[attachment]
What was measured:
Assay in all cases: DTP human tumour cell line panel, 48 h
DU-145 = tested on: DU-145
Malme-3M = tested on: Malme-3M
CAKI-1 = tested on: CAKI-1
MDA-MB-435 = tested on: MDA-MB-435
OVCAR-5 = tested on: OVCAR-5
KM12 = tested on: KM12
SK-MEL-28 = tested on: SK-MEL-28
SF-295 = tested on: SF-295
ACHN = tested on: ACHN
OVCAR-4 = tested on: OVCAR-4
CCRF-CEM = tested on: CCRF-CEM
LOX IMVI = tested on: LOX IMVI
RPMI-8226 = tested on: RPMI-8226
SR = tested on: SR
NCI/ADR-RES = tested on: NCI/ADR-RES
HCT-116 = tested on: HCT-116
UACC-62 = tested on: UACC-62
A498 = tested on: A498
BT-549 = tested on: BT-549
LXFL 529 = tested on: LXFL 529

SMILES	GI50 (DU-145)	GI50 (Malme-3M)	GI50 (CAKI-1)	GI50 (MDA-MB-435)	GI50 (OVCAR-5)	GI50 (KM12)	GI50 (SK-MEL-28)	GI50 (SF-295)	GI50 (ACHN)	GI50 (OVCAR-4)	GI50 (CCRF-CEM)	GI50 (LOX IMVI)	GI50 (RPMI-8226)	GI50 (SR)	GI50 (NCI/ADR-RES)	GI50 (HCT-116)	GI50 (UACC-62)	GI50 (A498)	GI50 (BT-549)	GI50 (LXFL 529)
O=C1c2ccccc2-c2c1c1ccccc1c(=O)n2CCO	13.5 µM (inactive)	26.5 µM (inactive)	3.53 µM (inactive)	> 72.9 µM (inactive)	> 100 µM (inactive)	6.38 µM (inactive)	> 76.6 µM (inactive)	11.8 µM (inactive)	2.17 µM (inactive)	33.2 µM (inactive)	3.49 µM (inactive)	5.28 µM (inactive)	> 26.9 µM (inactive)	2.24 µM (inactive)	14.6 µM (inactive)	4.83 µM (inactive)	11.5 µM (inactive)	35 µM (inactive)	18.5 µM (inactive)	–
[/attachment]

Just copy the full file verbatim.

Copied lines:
What was measured:
Assay in all cases: DTP human tumour cell line panel, 48 h
DU-145 = tested on: DU-145
Malme-3M = tested on: Malme-3M
CAKI-1 = tested on: CAKI-1
MDA-MB-435 = tested on: MDA-MB-435
OVCAR-5 = tested on: OVCAR-5
KM12 = tested on: KM12
SK-MEL-28 = tested on: SK-MEL-28
SF-295 = tested on: SF-295
ACHN = tested on: ACHN
OVCAR-4 = tested on: OVCAR-4
CCRF-CEM = tested on: CCRF-CEM
LOX IMVI = tested on: LOX IMVI
RPMI-8226 = tested on: RPMI-8226
SR = tested on: SR
NCI/ADR-RES = tested on: NCI/ADR-RES
HCT-116 = tested on: HCT-116
UACC-62 = tested on: UACC-62
A498 = tested on: A498
BT-549 = tested on: BT-549
LXFL 529 = tested on: LXFL 529

SMILES	GI50 (DU-145)	GI50 (Malme-3M)	GI50 (CAKI-1)	GI50 (MDA-MB-435)	GI50 (OVCAR-5)	GI50 (KM12)	GI50 (SK-MEL-28)	GI50 (SF-295)	GI50 (ACHN)	GI50 (OVCAR-4)	GI50 (CCRF-CEM)	GI50 (LOX IMVI)	GI50 (RPMI-8226)	GI50 (SR)	GI50 (NCI/ADR-RES)	GI50 (HCT-116)	GI50 (UACC-62)	GI50 (A498)	GI50 (BT-549)	GI50 (LXFL 529)
O=C1c2ccccc2-c2c1c1ccccc1c(=O)n2CCO	13.5 µM (inactive)	26.5 µM (inactive)	3.53 µM (inactive)	> 72.9 µM (inactive)	> 100 µM (inactive)	6.38 µM (inactive)	> 76.6 µM (inactive)	11.8 µM (inactive)	2.17 µM (inactive)	33.2 µM (inactive)	3.49 µM (inactive)	5.28 µM (inactive)	> 26.9 µM (inactive)	2.24 µM (inactive)	14.6 µM (inactive)	4.83 µM (inactive)	11.5 µM (inactive)	35 µM (inactive)	18.5 µM (inactive)	–